A Female Condom?
Imagine a product for women that prevents HIV-AIDS and other sexually-transmitted diseases as well as pregnancy. That a woman can pick up at the drugstore, no prescription needed, and insert up to eight hours before intercourse.
Impossible? Not at all. It’s called the female condom, or FC1, a soft, transparent sheath that a woman inserts into her vagina. It is available at health clinics and some doctors’ offices, as well as some drugstores and drugstore websites.*
You would think that girls and women would be stockpiling it. In fact they are in Africa, where last year, 45 million were distributed. Not so, however, in the U.S., where female condoms make up only a tiny percentage of contraception sales.
Why the lack of interest here? FC developer Mary Ann Leeper suspects part of the reason is that American men are more likely than African men to use condoms – thus women in the U.S. aren’t as likely as African women to think they’re at risk of contracting an STI or getting pregnant.
Also, until now, the cost of a female condom, formerly anywhere from $2 to $5, was considerably higher than the cost of the male condom. The second generation female condom (FC2), to be distributed nationwide over the next few months, is considerably cheaper.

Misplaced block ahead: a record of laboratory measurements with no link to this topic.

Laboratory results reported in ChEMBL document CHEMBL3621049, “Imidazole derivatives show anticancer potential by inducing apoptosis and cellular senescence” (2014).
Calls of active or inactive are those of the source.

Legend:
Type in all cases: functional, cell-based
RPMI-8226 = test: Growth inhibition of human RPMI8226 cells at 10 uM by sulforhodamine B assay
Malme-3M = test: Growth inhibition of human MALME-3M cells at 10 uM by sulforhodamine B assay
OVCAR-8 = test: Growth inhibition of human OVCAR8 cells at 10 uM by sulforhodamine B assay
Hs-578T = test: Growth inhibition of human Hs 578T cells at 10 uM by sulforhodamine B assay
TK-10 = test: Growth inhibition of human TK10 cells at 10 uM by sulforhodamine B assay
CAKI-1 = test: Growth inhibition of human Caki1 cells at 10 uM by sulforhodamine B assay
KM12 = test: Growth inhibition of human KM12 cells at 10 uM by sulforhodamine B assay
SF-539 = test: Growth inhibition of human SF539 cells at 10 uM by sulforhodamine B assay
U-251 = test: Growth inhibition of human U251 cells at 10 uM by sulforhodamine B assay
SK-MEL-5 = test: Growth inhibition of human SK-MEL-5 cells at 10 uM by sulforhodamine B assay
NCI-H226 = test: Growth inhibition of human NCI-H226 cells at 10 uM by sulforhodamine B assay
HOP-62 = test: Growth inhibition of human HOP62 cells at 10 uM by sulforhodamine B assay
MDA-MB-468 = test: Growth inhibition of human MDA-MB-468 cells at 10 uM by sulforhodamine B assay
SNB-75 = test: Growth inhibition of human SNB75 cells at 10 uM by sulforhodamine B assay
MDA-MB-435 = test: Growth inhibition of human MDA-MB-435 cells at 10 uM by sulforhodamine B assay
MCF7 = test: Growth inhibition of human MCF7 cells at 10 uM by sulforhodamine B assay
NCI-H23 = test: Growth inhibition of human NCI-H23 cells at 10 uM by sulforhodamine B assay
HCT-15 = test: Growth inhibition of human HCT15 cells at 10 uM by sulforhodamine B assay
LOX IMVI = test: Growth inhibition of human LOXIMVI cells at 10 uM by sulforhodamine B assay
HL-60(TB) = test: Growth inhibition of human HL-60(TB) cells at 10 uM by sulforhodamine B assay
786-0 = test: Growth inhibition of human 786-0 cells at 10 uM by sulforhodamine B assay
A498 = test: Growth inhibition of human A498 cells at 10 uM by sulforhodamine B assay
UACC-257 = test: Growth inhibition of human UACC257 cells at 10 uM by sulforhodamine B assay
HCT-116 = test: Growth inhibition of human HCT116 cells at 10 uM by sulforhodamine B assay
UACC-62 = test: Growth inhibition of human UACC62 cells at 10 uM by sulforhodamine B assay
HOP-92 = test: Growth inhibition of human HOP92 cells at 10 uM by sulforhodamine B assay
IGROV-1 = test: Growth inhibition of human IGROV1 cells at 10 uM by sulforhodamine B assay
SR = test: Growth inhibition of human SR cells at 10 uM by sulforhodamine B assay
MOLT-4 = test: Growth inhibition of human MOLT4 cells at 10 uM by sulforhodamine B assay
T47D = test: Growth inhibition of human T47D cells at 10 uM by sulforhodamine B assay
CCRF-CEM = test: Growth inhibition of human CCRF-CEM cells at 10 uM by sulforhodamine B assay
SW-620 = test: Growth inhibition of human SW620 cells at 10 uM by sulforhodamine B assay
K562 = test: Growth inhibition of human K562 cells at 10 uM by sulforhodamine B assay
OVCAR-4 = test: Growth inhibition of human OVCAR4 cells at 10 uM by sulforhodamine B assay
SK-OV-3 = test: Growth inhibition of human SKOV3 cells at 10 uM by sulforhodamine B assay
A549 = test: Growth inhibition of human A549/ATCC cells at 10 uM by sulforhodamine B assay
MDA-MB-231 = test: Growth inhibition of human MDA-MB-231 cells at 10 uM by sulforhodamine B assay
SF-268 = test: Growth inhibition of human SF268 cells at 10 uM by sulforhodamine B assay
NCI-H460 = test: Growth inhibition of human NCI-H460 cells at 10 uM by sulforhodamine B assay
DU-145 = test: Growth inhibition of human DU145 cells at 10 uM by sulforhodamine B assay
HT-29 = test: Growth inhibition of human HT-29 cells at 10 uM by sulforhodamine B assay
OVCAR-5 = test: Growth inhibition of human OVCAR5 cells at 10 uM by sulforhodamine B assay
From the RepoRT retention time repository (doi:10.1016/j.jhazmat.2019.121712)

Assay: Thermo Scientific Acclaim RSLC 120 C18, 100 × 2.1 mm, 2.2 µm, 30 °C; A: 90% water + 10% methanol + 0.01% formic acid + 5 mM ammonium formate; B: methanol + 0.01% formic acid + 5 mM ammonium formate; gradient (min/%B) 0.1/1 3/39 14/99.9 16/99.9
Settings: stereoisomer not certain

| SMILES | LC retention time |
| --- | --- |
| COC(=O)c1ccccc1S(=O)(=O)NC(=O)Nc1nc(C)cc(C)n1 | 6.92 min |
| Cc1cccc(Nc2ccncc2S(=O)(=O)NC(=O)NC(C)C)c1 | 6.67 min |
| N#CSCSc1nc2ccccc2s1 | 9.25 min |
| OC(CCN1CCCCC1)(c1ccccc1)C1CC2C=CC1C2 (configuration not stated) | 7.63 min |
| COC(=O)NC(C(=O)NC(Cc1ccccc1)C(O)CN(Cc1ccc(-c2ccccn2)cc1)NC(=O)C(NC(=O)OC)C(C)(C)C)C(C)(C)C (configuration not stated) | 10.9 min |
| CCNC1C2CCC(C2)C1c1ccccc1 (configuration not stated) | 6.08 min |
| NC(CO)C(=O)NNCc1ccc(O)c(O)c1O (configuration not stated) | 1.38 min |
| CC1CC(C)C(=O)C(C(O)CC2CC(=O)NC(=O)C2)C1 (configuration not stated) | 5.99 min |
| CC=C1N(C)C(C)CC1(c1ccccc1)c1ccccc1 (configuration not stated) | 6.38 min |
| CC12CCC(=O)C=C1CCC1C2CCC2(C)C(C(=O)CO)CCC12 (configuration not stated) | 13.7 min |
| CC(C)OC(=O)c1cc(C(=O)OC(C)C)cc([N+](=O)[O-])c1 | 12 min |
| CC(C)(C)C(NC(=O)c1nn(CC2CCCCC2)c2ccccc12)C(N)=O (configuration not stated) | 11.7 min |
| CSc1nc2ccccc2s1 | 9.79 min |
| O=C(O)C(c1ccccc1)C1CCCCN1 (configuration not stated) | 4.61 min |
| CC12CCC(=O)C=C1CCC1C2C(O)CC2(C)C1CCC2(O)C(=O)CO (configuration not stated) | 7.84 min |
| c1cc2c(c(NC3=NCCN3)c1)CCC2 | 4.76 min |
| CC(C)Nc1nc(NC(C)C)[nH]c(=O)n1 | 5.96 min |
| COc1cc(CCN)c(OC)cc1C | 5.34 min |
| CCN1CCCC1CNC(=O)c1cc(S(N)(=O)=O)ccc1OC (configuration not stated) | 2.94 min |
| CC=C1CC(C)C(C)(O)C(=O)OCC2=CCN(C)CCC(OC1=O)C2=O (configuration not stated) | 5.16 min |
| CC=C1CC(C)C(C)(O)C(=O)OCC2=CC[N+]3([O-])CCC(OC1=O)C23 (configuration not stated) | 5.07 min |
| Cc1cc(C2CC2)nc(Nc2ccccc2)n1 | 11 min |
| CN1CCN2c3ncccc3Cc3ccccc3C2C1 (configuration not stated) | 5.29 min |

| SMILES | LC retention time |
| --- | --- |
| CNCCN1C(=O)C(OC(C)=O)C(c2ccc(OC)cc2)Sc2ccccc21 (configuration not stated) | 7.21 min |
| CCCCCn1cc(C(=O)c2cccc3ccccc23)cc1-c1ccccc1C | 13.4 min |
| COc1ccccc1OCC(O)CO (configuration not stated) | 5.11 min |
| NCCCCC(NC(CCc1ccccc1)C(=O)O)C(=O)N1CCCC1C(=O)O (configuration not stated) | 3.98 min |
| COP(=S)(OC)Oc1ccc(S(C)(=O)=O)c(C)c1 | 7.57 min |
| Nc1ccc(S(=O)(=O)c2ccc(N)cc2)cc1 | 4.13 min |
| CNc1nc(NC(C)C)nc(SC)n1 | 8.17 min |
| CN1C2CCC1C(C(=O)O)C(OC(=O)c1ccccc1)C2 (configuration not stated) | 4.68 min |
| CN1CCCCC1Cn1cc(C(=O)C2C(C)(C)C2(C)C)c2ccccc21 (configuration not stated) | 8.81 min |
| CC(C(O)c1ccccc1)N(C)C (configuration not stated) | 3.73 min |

I suspect that the biggest reason why more FCs aren’t sold is that – like the women who could use them – those who sell them don’t know much about them. I recently interviewed female university students for a podcast on the female condom and one woman seemed to speak for the group when she said, “I had great sex ed. all through high school and I was never really told a lot about it and I don’t think my mom knows a lot about it and it’s just not something that people know a lot about…If we were educated it might be more popular…”
That’s what Leeper and others at The Female Health Company, which makes the female condom, are hoping as they begin a major push this fall to teach health professionals about its possibilities in cities such as Atlanta, New York and Washington, D.C. The company already provides technical support to public health programs in other countries, which helps account for its success overseas.
“For more than 20 years, we have believed…in the principle of doing well by doing good,” Leeper says. This past July, Fortune magazine rated the company first among emerging healthcare companies.
*Note: An alternative to the FC1/2, the VA w.o.w. Condom Feminine (“VA” for short) is available in a number of countries, but has not yet been approved by the United States FDA.
Pulitzer Prize-winning journalist and author Laura Sessions Stepp is Senior Media Fellow at The National Campaign to Prevent Teen and Unplanned Pregnancy, where she hosts a podcast for The Campaign’s new website, sexreally.com. SexReally seeks to foster conversations about relationships and sex while addressing gaps in people’s knowledge about fertility and contraceptive use through polling, videos, and other content.
For more about Mary Ann Leeper and the female condom, visit www.sexreally.com.
By Laura Sessions Stepp